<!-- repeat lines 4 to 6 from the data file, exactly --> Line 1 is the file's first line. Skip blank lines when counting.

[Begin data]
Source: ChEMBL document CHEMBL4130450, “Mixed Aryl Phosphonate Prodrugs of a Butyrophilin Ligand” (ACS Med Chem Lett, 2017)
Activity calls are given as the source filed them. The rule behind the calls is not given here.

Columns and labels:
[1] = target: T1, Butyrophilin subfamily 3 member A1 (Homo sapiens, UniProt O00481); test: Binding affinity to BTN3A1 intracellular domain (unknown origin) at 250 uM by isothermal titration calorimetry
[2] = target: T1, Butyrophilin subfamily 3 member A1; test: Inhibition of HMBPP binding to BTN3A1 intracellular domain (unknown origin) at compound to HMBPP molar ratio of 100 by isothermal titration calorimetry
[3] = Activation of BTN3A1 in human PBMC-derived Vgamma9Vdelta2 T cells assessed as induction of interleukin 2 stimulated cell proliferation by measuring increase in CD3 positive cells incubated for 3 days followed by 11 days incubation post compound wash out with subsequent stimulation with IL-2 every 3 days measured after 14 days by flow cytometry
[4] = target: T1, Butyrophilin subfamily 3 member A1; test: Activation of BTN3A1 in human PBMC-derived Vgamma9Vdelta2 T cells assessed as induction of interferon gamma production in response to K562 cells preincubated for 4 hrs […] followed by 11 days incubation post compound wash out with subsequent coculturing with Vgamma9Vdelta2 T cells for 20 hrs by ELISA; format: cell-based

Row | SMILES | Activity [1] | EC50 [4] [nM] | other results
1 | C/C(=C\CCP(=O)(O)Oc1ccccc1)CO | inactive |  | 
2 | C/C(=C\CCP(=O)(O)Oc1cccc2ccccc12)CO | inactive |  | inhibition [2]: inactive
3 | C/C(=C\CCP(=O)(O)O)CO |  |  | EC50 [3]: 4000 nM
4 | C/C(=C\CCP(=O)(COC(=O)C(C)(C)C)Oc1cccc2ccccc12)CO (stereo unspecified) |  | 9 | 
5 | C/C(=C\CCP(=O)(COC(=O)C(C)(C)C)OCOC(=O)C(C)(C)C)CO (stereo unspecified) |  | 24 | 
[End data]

[1] = target: T1, Butyrophilin subfamily 3 member A1 (Homo sapiens, UniProt O00481); test: Binding affinity to BTN3A1 intracellular domain (unknown origin) at 250 uM by isothermal titration calorimetry
[2] = target: T1, Butyrophilin subfamily 3 member A1; test: Inhibition of HMBPP binding to BTN3A1 intracellular domain (unknown origin) at compound to HMBPP molar ratio of 100 by isothermal titration calorimetry
[3] = Activation of BTN3A1 in human PBMC-derived Vgamma9Vdelta2 T cells assessed as induction of interleukin 2 stimulated cell proliferation by measuring increase in CD3 positive cells incubated for 3 days followed by 11 days incubation post compound wash out with subsequent stimulation with IL-2 every 3 days measured after 14 days by flow cytometry